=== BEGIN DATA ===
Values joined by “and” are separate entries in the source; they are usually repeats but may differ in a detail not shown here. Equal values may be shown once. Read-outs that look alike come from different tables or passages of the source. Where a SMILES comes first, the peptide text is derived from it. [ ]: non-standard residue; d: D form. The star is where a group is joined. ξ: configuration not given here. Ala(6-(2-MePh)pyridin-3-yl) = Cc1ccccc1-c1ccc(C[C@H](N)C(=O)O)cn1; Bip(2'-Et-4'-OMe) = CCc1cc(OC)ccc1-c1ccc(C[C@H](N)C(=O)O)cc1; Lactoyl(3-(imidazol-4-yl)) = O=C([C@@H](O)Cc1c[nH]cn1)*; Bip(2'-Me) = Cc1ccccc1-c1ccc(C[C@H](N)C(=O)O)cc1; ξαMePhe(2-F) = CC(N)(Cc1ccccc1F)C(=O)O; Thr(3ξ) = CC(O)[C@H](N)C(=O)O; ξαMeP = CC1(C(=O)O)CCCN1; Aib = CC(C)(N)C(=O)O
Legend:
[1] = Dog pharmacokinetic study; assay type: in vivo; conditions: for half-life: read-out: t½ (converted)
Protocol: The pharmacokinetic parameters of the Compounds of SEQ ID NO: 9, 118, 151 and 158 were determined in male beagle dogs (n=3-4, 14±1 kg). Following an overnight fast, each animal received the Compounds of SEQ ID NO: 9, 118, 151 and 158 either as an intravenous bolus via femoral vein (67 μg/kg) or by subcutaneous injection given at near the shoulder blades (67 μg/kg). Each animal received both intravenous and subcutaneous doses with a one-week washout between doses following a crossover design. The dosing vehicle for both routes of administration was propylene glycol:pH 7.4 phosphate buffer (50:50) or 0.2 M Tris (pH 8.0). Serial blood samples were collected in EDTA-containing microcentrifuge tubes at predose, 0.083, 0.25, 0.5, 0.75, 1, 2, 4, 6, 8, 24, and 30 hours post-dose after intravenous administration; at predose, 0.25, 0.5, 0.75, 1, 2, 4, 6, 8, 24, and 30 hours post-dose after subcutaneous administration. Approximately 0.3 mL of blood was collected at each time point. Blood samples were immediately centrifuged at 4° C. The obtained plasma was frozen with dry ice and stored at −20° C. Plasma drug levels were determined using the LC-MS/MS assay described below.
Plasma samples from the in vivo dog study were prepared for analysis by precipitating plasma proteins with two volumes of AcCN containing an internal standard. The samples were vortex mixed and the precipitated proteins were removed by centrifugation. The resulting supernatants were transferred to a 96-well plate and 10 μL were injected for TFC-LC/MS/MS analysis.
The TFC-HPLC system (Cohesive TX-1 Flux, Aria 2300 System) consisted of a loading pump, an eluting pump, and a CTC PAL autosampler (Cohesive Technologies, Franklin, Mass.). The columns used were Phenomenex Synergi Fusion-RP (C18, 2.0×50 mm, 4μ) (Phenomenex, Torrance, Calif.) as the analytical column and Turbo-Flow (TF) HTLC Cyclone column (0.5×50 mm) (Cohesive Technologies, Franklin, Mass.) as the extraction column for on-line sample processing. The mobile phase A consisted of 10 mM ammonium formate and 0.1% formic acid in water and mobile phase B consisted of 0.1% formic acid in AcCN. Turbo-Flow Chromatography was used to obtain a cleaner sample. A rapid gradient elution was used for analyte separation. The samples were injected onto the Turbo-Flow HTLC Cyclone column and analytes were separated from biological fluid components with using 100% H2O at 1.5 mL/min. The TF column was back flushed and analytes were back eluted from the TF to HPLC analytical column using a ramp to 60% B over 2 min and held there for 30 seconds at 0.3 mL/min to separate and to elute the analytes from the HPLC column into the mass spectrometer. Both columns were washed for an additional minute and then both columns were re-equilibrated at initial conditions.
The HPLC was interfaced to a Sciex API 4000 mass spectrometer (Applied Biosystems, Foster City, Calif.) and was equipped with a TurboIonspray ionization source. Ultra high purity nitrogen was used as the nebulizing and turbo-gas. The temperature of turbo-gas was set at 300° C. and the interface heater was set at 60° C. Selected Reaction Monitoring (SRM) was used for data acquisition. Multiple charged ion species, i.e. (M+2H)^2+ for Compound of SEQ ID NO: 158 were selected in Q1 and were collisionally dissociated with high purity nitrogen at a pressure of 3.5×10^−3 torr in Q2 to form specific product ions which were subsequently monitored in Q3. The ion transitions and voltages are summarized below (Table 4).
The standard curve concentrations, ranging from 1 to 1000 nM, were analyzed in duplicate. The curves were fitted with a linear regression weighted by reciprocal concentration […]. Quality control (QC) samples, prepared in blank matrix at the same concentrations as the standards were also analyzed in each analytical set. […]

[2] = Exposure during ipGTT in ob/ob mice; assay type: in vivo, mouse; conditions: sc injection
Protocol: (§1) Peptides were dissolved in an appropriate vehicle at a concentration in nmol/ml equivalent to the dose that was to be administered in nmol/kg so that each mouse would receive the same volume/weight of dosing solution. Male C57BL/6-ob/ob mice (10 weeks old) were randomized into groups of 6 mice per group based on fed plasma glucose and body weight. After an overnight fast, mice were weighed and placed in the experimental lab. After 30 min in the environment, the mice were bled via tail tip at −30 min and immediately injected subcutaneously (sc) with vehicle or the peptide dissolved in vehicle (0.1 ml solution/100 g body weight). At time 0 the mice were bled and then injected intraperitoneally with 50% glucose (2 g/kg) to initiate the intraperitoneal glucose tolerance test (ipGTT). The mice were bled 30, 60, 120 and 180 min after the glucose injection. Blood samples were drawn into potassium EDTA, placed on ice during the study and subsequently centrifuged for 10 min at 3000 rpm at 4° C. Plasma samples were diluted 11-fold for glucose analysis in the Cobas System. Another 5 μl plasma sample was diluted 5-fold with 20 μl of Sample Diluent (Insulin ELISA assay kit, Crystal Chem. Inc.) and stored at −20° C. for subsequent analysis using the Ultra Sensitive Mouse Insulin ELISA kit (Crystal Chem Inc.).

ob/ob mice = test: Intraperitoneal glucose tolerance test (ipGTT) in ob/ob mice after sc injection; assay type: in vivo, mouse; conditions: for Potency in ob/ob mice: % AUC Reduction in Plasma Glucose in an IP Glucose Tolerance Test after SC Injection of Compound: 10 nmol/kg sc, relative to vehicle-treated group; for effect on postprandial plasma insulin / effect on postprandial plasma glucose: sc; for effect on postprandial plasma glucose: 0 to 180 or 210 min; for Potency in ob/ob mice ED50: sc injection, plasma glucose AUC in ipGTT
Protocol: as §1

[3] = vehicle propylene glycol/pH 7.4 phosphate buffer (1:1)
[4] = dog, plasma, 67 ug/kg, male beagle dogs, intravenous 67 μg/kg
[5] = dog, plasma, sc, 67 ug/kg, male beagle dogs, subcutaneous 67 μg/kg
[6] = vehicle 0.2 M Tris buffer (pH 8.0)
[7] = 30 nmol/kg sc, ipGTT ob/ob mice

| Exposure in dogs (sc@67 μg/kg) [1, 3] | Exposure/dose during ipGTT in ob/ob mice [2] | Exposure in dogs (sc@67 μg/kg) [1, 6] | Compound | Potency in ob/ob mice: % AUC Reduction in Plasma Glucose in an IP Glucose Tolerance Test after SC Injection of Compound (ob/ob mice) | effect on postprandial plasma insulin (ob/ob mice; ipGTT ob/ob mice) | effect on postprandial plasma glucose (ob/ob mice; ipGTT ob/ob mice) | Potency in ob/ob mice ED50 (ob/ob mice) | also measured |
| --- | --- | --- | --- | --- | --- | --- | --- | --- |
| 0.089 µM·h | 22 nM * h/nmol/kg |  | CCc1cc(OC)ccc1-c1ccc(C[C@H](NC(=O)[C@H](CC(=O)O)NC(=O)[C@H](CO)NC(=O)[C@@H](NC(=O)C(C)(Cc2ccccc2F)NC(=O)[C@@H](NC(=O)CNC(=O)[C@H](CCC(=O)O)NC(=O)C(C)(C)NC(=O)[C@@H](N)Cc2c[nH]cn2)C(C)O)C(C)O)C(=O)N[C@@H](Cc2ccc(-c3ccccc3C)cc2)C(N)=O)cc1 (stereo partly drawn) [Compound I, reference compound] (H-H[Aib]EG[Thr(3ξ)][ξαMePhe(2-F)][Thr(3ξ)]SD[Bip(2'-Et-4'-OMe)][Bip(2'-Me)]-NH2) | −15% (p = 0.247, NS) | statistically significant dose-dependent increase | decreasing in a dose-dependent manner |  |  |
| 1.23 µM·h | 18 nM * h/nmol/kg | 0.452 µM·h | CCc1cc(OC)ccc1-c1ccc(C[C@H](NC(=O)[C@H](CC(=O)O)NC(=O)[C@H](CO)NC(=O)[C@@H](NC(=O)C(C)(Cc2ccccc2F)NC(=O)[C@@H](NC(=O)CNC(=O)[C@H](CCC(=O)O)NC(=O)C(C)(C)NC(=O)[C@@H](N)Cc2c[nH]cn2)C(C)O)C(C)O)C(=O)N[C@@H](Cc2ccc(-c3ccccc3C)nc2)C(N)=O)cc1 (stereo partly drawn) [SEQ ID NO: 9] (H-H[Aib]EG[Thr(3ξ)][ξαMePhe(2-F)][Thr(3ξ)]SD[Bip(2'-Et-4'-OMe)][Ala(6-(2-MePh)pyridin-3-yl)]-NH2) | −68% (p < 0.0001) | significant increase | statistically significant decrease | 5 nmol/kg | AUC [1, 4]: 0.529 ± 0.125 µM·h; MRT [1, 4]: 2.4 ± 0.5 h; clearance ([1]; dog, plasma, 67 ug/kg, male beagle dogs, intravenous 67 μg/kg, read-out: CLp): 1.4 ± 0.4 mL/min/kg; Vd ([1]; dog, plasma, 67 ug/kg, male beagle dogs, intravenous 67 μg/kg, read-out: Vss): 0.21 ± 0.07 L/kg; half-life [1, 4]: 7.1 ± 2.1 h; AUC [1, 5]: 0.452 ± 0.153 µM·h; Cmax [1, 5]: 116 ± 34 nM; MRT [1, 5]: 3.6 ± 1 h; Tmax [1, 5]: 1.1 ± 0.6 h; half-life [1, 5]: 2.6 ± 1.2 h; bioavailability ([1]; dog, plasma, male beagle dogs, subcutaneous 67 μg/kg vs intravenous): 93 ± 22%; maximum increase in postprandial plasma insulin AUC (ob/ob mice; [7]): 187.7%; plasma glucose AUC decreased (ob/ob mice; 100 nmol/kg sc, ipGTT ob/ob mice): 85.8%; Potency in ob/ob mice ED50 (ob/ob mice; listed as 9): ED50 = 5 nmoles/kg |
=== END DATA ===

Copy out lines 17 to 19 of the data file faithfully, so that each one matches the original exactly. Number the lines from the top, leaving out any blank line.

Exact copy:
[7] = 30 nmol/kg sc, ipGTT ob/ob mice

| Exposure in dogs (sc@67 μg/kg) [1, 3] | Exposure/dose during ipGTT in ob/ob mice [2] | Exposure in dogs (sc@67 μg/kg) [1, 6] | Compound | Potency in ob/ob mice: % AUC Reduction in Plasma Glucose in an IP Glucose Tolerance Test after SC Injection of Compound (ob/ob mice) | effect on postprandial plasma insulin (ob/ob mice; ipGTT ob/ob mice) | effect on postprandial plasma glucose (ob/ob mice; ipGTT ob/ob mice) | Potency in ob/ob mice ED50 (ob/ob mice) | also measured |
| --- | --- | --- | --- | --- | --- | --- | --- | --- |